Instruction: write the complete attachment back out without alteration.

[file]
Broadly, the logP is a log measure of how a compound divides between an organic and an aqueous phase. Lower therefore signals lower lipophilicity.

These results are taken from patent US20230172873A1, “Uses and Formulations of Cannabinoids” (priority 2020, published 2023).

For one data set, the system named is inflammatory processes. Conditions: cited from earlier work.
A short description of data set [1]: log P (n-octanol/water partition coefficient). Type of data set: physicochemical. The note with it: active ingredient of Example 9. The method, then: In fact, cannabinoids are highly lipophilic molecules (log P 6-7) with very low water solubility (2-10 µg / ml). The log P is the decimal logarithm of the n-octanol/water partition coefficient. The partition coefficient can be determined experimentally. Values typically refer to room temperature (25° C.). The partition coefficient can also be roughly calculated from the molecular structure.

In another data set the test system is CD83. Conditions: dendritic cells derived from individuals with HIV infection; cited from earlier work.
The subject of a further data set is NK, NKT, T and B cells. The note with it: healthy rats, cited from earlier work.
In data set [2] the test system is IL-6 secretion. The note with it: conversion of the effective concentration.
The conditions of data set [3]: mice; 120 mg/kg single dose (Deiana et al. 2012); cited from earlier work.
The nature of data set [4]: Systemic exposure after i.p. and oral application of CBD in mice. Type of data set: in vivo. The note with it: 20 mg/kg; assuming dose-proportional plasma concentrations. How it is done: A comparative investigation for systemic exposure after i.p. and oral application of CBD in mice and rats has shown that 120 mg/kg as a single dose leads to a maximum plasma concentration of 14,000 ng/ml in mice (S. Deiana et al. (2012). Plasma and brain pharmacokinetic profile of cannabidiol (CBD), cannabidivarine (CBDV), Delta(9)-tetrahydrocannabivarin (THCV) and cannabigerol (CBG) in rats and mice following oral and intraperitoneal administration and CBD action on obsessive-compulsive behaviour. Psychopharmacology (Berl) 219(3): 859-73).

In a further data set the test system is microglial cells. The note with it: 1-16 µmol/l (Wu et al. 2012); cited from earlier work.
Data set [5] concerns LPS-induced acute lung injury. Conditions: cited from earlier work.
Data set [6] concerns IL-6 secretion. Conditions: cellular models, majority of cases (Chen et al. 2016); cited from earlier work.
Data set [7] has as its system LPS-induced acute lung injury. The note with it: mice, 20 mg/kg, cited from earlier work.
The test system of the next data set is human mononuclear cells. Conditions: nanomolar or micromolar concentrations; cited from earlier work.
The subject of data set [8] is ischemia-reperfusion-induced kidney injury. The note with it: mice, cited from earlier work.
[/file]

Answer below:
Broadly, the logP is a log measure of how a compound divides between an organic and an aqueous phase. Lower therefore signals lower lipophilicity.

These results are taken from patent US20230172873A1, “Uses and Formulations of Cannabinoids” (priority 2020, published 2023).

For one data set, the system named is inflammatory processes. Conditions: cited from earlier work.
A short description of data set [1]: log P (n-octanol/water partition coefficient). Type of data set: physicochemical. The note with it: active ingredient of Example 9. The method, then: In fact, cannabinoids are highly lipophilic molecules (log P 6-7) with very low water solubility (2-10 µg / ml). The log P is the decimal logarithm of the n-octanol/water partition coefficient. The partition coefficient can be determined experimentally. Values typically refer to room temperature (25° C.). The partition coefficient can also be roughly calculated from the molecular structure.

In another data set the test system is CD83. Conditions: dendritic cells derived from individuals with HIV infection; cited from earlier work.
The subject of a further data set is NK, NKT, T and B cells. The note with it: healthy rats, cited from earlier work.
In data set [2] the test system is IL-6 secretion. The note with it: conversion of the effective concentration.
The conditions of data set [3]: mice; 120 mg/kg single dose (Deiana et al. 2012); cited from earlier work.
The nature of data set [4]: Systemic exposure after i.p. and oral application of CBD in mice. Type of data set: in vivo. The note with it: 20 mg/kg; assuming dose-proportional plasma concentrations. How it is done: A comparative investigation for systemic exposure after i.p. and oral application of CBD in mice and rats has shown that 120 mg/kg as a single dose leads to a maximum plasma concentration of 14,000 ng/ml in mice (S. Deiana et al. (2012). Plasma and brain pharmacokinetic profile of cannabidiol (CBD), cannabidivarine (CBDV), Delta(9)-tetrahydrocannabivarin (THCV) and cannabigerol (CBG) in rats and mice following oral and intraperitoneal administration and CBD action on obsessive-compulsive behaviour. Psychopharmacology (Berl) 219(3): 859-73).

In a further data set the test system is microglial cells. The note with it: 1-16 µmol/l (Wu et al. 2012); cited from earlier work.
Data set [5] concerns LPS-induced acute lung injury. Conditions: cited from earlier work.
Data set [6] concerns IL-6 secretion. Conditions: cellular models, majority of cases (Chen et al. 2016); cited from earlier work.
Data set [7] has as its system LPS-induced acute lung injury. The note with it: mice, 20 mg/kg, cited from earlier work.
The test system of the next data set is human mononuclear cells. Conditions: nanomolar or micromolar concentrations; cited from earlier work.
The subject of data set [8] is ischemia-reperfusion-induced kidney injury. The note with it: mice, cited from earlier work.